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Today is International Women’s Day. A celebration of the amazing women in our lives that make the world a better place (shout to my wife and my 18- month-old daughter). Today is also the recognition of the struggles and biases women face that create pain and suffering. Today is a call to action to accelerate gender parity.

I want to ask for your help. I want to welcome more women into mobility, both as founders changing the future, and as mentors, supporting the growing and changing ecosystem around automotive mobility.

As Brené Brown puts it, “Courage is contagious. Every time we choose courage, we make everyone around us a little better and the world a little braver.”

The automotive industry has a stigma of being a guy’s thing. Guys are into cars and women are not. Guys are more engineering focused and women are not.

This is all a stereotype. A bias. A woefully wrong one. For example, look at Mary Barra, the CEO of GM, both a car enthusiast and an engineer, who is taking charge to lead GM through the automotive industry change to the mobility industry. Kate Schox put together a list of emerging females investing in the future of transportation that make up this future mobility industry.

We need more of the this. We need the courage to take a hard look at the gaps in diversity and work together to improve it.

Building a mobility innovation community welcoming women

The future of automotive and transportation is mobility. Mobility is the fusion of manufactured steel with software and services. It’s the automotive industry adding a layer of software and services to enable new ways to get around, like a car that drives itself or transportation on demand.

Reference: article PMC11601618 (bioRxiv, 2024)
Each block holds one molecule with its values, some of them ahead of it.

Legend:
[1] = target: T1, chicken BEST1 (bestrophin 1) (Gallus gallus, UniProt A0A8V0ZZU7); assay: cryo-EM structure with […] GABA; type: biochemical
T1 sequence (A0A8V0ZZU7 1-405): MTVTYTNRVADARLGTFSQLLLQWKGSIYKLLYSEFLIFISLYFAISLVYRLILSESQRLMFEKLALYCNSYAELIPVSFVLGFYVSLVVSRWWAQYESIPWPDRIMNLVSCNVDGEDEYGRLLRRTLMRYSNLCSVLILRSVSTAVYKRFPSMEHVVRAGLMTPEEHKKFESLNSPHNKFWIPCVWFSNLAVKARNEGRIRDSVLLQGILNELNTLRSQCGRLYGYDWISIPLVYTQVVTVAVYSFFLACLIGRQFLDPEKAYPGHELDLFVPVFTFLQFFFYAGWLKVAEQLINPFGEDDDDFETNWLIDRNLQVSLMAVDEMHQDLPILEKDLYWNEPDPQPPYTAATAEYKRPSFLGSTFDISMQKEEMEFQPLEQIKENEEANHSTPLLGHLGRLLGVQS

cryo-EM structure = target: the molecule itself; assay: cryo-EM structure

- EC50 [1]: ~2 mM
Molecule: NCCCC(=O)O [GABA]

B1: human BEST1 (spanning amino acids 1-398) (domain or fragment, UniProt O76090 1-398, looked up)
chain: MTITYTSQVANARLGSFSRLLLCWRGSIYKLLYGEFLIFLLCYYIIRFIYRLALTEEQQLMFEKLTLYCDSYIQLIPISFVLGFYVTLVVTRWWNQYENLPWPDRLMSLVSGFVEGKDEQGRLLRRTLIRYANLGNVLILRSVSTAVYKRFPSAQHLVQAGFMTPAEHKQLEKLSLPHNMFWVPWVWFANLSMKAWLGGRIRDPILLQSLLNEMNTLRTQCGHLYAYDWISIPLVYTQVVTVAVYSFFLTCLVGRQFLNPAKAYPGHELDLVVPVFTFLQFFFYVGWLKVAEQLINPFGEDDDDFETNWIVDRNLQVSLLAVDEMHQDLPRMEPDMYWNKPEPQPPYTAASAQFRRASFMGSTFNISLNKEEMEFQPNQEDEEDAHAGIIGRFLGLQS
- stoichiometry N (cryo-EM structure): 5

As the industry changes, so will the workforce and skills needed to survive and win in this new environment. And you know what, diversity of ideas and people will be a key component in this new era.

Today, women makeup half the workforce in the U.S., and only represent 25% of the workforce in the automotive/mobility industry. When you look at women in automotive executive positions, that number drops to 17%. Yet, just as automobile ownership declines, autonomous vehicles take over and shared mobility services grow, so will women become prominent in an industry once dominated by men. Source: Catalyst

At Techstars Mobility, we’re on a mission to connect the automotive industry to emerging startups around the world. We’ve built a network of over 143 organizations spanning OEMs, suppliers, service companies, venture capital funds, and more.

We have invested in 33 startups from 6 different countries. We have over 300+ mentors supporting entrepreneurs that go through our program.

When I analyzed our breakdown of women-led startups and female mentors, I almost fell out of my seat. While we make a conscious effort to be more inclusive, our numbers are still barely above the automotive industry average:

  • 19% of our mentors are women
  • 18% of our startups have women co-founders

So this blog post is my call for help to improve significantly this percentage.

Techstars Mobility is looking to engage with more women in the mobility and automotive industry. We are looking to invest in more female-led startups. We are looking for women to be involved as mentors. If you know of anyone or are interested yourself, please send them my way.

Investing in amazing women changing the future of transportation

Through Techstars Mobility, I’ve had the pleasure to invest and support some amazing women changing the future of transportation. I’d like to invest in even more. Here’s what they shared with ways to improve the gender gap in the automotive mobility industry.

Anya started SPLT which Bosch acquired

SPLT founder and CEO, Anya Babbitt, shares her thoughts about why she started her company and what we can do to make the industry more welcoming to women.

Bosch recently acquired SPLT, check out the backstory in this post.

Why did you decide to start a company in the automotive mobility space?